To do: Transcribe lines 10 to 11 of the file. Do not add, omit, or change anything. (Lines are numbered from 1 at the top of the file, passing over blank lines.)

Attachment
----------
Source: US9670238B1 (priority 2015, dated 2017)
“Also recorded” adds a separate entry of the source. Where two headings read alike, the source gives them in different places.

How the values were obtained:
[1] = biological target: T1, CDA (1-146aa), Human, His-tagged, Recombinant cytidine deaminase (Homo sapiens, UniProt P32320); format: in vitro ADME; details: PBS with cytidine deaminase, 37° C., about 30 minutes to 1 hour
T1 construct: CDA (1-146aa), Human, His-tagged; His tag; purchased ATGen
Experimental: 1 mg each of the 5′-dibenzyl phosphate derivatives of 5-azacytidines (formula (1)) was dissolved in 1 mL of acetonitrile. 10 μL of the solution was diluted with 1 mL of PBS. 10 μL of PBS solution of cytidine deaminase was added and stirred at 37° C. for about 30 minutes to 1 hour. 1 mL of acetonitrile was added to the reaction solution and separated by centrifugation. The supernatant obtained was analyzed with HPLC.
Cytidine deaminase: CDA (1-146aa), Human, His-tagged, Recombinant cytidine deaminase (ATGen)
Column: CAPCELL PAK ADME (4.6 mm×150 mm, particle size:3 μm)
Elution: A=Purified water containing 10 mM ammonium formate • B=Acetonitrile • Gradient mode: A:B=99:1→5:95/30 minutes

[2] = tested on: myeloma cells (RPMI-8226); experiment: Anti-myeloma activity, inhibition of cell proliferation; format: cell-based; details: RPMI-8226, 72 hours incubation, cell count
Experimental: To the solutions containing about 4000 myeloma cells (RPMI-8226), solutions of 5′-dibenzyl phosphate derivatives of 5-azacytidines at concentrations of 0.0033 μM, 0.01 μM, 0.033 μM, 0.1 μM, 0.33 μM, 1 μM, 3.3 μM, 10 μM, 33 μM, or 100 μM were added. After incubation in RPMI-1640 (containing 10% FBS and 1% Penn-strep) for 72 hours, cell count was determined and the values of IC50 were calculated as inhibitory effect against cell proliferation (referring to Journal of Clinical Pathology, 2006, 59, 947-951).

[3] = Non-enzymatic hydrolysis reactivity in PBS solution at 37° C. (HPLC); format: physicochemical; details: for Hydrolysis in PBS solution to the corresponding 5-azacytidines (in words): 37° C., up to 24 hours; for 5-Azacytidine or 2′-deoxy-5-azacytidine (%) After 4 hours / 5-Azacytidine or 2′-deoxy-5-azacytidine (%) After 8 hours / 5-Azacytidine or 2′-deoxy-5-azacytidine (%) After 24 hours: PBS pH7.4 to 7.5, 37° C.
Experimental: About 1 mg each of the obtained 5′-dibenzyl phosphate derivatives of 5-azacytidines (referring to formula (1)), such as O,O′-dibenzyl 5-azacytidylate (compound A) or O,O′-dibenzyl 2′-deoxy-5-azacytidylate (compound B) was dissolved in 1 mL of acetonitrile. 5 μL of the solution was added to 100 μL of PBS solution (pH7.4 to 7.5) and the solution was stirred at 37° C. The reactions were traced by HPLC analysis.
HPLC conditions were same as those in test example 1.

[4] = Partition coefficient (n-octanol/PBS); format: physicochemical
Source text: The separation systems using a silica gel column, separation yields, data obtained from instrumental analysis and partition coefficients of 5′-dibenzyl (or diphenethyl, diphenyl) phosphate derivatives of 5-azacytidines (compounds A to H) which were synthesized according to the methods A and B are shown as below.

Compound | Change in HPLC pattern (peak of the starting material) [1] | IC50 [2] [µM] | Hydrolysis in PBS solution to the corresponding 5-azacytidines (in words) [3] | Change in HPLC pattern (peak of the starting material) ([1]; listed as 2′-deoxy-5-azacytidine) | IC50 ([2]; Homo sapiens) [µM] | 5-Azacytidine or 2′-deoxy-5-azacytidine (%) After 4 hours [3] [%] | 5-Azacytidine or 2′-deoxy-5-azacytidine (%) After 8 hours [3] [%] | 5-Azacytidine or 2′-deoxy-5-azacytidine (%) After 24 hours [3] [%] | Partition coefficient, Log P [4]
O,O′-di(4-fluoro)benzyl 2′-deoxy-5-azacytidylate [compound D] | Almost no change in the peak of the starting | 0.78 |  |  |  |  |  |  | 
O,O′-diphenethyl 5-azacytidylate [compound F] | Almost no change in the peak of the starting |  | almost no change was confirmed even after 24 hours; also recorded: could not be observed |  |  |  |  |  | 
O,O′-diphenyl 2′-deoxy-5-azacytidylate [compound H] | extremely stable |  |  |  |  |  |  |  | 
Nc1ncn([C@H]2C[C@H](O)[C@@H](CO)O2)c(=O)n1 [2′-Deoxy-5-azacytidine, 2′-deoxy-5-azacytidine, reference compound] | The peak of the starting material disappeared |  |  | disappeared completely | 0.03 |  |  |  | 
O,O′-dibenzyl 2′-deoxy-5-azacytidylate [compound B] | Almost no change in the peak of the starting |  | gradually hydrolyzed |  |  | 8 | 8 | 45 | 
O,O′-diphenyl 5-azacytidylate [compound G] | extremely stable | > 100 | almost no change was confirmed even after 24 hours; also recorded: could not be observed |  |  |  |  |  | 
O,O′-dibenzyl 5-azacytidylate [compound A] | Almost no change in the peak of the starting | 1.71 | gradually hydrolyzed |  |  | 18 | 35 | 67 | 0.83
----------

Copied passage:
[2] = tested on: myeloma cells (RPMI-8226); experiment: Anti-myeloma activity, inhibition of cell proliferation; format: cell-based; details: RPMI-8226, 72 hours incubation, cell count
Experimental: To the solutions containing about 4000 myeloma cells (RPMI-8226), solutions of 5′-dibenzyl phosphate derivatives of 5-azacytidines at concentrations of 0.0033 μM, 0.01 μM, 0.033 μM, 0.1 μM, 0.33 μM, 1 μM, 3.3 μM, 10 μM, 33 μM, or 100 μM were added. After incubation in RPMI-1640 (containing 10% FBS and 1% Penn-strep) for 72 hours, cell count was determined and the values of IC50 were calculated as inhibitory effect against cell proliferation (referring to Journal of Clinical Pathology, 2006, 59, 947-951).